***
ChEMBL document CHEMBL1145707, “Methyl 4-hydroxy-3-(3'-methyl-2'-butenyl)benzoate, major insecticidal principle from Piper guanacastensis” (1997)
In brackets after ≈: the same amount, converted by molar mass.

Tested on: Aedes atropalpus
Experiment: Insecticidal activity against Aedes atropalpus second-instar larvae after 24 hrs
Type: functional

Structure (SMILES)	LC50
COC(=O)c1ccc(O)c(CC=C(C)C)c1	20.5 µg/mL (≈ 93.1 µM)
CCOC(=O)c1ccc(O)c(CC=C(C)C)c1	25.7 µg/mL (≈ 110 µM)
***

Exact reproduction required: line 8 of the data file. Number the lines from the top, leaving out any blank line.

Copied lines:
CCOC(=O)c1ccc(O)c(CC=C(C)C)c1	25.7 µg/mL (≈ 110 µM)